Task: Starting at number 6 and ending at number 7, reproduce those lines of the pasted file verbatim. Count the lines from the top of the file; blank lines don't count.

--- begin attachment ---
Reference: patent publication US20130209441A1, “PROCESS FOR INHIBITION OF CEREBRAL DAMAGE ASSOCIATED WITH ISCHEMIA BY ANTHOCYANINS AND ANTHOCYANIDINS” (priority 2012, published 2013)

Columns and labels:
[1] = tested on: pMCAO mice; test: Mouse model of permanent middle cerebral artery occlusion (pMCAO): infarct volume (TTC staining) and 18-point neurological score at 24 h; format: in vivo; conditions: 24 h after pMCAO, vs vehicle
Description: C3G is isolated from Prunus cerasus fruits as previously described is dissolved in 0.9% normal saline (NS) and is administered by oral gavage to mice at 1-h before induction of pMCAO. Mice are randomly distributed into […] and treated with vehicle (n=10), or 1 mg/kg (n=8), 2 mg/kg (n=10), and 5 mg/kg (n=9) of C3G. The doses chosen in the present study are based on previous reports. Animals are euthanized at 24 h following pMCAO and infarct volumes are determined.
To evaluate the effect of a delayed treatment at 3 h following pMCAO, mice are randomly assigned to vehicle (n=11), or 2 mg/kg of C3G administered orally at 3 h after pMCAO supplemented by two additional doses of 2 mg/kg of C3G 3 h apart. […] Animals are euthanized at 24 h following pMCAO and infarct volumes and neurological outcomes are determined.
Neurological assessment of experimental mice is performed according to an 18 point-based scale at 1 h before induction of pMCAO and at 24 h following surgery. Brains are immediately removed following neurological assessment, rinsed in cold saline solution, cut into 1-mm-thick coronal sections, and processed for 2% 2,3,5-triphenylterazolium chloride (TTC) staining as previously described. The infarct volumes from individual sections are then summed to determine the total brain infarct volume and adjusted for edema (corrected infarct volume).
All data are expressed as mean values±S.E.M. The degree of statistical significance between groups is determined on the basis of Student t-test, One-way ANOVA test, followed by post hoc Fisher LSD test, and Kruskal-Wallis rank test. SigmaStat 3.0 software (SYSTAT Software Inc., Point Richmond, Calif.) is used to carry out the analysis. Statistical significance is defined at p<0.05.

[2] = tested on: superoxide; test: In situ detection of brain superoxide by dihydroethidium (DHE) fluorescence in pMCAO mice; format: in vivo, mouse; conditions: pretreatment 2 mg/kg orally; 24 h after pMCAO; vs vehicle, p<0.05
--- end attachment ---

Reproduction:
Neurological assessment of experimental mice is performed according to an 18 point-based scale at 1 h before induction of pMCAO and at 24 h following surgery. Brains are immediately removed following neurological assessment, rinsed in cold saline solution, cut into 1-mm-thick coronal sections, and processed for 2% 2,3,5-triphenylterazolium chloride (TTC) staining as previously described. The infarct volumes from individual sections are then summed to determine the total brain infarct volume and adjusted for edema (corrected infarct volume).
All data are expressed as mean values±S.E.M. The degree of statistical significance between groups is determined on the basis of Student t-test, One-way ANOVA test, followed by post hoc Fisher LSD test, and Kruskal-Wallis rank test. SigmaStat 3.0 software (SYSTAT Software Inc., Point Richmond, Calif.) is used to carry out the analysis. Statistical significance is defined at p<0.05.